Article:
St. Michael's actively promotes British values

How St Michael’s actively promotes British values.

As a school, we value and celebrate the diverse heritages of everybody at St Michael’s. Alongside this, we value and celebrate being part of Britain. In general terms, this means that we celebrate traditions throughout the year; for example, Harvest festival during the autumn term, Easter services and the British tradition of a pantomime around Christmas.

We also understand the importance of British values: democracy, rule of law, individual liberty, mutual respect and tolerance of those of different faiths and beliefs. Some of the ways in which we do this are shown below.

 

Student, parent and staff voice (Democracy)

Students, parents and staff have many opportunities for their voices to be heard at St Michael’s through parent, staff and student questionnaires based on the school ethos and the distinctive Christian Ethos.

The school council allows students to voice their opinions, the council has had the opportunity to make a positive impact on the school environment, this includes taking part in planning for the new toilet blocks, canteen menus etc. They also take an active role in the recruitment of new staff across the school.

 

Rules and laws (Rule of law)

Pupils are encouraged to take ownership of not only their school but also of their own learning and progress. This encourages both personal and social responsibility and is demonstrated on a daily basis.

The rewards and sanctions system in school allows students to understand the importance of rules and can assist students in making informed decisions.

The behavior for learning principles put in place by the school are clearly understood by all and seen to ensure that every class member is able to learn in the best possible environment.

 

School values (Mutual respect)

The school holds 5 core values at the heart of its mission: Love, forgiveness, courage, peace and equality. These values are used in the daily life of the school and students are reminded about them regularly during assemblies and collective worship.

Students have the opportunity to be awarded when they live out the values in their lives, this give students the opportunity to understand and put into practice the values so that they have an impact on their actions and choices.

 

Ways in which values affect the running of St Michael’s:

  • Teachers explain the meaning of the values to our students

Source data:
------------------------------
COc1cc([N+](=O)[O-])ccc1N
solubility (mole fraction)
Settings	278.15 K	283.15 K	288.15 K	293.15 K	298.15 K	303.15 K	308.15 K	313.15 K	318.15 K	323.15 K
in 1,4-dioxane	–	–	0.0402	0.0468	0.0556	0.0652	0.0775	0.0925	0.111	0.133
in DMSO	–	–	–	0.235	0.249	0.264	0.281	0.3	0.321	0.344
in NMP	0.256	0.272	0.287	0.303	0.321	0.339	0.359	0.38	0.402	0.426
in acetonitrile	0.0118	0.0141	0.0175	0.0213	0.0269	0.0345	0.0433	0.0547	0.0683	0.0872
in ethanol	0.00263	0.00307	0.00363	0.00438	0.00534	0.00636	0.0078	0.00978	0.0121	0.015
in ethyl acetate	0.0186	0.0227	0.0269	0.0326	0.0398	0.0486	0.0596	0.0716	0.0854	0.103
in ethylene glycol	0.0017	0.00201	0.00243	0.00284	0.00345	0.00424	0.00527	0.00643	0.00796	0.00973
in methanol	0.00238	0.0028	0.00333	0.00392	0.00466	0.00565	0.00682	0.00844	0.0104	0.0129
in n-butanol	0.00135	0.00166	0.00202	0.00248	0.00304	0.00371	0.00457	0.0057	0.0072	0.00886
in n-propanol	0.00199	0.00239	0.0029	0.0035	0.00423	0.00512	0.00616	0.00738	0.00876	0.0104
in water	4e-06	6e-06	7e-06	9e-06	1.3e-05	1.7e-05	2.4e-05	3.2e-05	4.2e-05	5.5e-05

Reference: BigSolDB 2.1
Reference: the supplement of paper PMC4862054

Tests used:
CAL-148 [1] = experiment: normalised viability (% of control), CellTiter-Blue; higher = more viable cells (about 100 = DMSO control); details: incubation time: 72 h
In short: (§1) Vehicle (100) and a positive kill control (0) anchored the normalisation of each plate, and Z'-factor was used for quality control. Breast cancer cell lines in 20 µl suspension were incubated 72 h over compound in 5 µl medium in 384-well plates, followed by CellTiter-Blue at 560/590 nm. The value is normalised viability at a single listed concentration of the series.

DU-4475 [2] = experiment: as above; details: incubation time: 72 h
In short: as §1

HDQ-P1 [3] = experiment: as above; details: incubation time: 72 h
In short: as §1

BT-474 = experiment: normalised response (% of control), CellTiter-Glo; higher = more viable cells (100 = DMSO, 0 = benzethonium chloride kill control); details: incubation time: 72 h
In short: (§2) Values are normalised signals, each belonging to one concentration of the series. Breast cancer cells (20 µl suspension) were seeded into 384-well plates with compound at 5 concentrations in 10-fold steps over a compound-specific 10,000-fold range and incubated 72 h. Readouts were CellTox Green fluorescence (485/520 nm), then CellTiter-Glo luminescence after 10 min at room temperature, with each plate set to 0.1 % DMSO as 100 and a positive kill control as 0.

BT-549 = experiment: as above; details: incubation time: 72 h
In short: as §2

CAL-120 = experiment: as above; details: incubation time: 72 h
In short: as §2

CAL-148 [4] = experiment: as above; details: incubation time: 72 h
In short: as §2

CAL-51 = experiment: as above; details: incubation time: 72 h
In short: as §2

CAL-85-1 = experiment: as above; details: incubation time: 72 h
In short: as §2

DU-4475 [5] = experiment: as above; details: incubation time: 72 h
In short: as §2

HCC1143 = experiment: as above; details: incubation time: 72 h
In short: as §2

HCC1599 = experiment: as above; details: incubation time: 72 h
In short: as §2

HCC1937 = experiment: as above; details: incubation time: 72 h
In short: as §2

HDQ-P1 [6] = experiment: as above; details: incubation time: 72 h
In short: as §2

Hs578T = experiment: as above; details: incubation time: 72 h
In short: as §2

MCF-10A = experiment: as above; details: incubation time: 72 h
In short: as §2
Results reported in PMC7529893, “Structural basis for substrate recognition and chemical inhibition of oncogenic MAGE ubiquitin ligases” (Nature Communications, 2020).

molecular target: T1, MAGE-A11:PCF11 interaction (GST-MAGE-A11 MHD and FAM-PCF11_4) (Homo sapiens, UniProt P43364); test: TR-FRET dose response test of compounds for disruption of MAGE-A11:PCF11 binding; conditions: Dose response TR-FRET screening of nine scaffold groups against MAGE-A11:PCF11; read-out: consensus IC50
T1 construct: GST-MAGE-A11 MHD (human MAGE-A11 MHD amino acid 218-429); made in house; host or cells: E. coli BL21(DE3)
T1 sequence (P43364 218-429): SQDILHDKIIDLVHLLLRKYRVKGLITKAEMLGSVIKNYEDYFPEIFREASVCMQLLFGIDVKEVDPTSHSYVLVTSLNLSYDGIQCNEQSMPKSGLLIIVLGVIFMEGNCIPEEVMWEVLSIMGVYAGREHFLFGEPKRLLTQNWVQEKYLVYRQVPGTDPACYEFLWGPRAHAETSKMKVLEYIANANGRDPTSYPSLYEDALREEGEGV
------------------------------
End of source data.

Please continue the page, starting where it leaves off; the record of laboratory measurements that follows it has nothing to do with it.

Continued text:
• Pupils have time to reflect on the values and their actions
  • Staff model the values to our students during and outside of lessons
  • The whole school community including parents and governors are involved in the Values system and all can continue to contribute through nomination for awards.

 

Individual liberty.

Pupils are encouraged to know, understand and exercise their rights and personal freedoms and are advised how to exercise these safely, during discussions in R.S and PSHE students are allowed to explore their own personal beliefs before looking at the beliefs of others in the local community and around the world. Topics studies in PSHE that allow this personal expression and discussion include: How do we deal with conflict, social and emotional aspects of learning, bullying and individuality, Britain as a diverse society, government, voting and elections, crime and the law, sex and relationships.

 

Understanding and respect for other religions and cultures.

Through Religious Education, PSHE and other lessons we develop awareness and appreciation of other cultures – in R.S one example would be the topic how Islam is portrayed in the media, in English through fiction and stories from other cultures and in Art by considering culture and art from other parts of the world.

During collective worship students are introduced to symbols, stories, traditions and celebrations used in other faiths and religions, this allows students to gain a fair wider view of the world around them.

 

Other key topics covered in RS include:

  • What beliefs do Christian denominations share and what beliefs separate them?
  • How do contemporary images reflect the beliefs, practices and values of faith communities?
  • What does it mean to be a good steward in the 21st Century?
  • Do words matter? - What do you believe in and why? - How do you express your core beliefs? - Are beliefs shared?
  • What is the impact of difference and diversity on faith communities?
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